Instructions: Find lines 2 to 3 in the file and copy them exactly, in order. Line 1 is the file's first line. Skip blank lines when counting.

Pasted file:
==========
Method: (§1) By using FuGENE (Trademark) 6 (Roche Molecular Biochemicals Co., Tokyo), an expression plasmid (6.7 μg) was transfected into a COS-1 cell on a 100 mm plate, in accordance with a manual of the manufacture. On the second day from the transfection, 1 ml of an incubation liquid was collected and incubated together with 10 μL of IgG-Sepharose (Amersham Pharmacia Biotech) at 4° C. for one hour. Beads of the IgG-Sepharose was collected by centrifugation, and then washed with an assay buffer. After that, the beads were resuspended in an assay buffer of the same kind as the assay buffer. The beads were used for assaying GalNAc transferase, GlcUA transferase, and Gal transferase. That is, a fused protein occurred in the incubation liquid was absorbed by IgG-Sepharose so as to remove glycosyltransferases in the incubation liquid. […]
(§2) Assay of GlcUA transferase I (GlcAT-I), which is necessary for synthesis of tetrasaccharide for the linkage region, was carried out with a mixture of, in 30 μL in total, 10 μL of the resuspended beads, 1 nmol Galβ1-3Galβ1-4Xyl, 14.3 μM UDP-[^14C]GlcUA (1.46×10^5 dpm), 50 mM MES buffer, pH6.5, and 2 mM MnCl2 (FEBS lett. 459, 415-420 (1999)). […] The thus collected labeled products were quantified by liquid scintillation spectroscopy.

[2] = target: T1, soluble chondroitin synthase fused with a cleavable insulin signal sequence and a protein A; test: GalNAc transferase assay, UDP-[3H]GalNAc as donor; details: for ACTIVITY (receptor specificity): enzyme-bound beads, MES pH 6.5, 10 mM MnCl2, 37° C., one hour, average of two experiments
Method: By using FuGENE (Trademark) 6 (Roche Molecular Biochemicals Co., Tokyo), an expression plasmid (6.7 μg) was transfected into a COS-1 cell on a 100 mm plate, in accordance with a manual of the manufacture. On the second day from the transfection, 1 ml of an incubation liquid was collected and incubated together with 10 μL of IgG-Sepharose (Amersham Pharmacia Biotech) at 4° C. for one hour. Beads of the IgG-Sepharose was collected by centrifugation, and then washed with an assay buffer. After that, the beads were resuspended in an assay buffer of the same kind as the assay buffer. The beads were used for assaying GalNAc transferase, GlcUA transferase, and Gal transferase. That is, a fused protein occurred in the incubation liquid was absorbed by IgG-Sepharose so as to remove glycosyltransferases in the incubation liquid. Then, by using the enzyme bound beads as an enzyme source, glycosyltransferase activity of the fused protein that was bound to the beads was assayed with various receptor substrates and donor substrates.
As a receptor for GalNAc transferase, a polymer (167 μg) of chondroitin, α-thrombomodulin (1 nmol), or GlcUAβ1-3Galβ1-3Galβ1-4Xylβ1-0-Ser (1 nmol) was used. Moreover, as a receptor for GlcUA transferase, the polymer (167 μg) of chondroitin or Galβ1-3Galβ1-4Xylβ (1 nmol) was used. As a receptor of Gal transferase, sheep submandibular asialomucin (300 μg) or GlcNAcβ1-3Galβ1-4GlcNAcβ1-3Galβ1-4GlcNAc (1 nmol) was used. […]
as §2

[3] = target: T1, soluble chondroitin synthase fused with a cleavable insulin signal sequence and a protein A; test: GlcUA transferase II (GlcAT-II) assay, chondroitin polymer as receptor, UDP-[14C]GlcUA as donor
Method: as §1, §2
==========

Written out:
(§2) Assay of GlcUA transferase I (GlcAT-I), which is necessary for synthesis of tetrasaccharide for the linkage region, was carried out with a mixture of, in 30 μL in total, 10 μL of the resuspended beads, 1 nmol Galβ1-3Galβ1-4Xyl, 14.3 μM UDP-[^14C]GlcUA (1.46×10^5 dpm), 50 mM MES buffer, pH6.5, and 2 mM MnCl2 (FEBS lett. 459, 415-420 (1999)). […] The thus collected labeled products were quantified by liquid scintillation spectroscopy.

[2] = target: T1, soluble chondroitin synthase fused with a cleavable insulin signal sequence and a protein A; test: GalNAc transferase assay, UDP-[3H]GalNAc as donor; details: for ACTIVITY (receptor specificity): enzyme-bound beads, MES pH 6.5, 10 mM MnCl2, 37° C., one hour, average of two experiments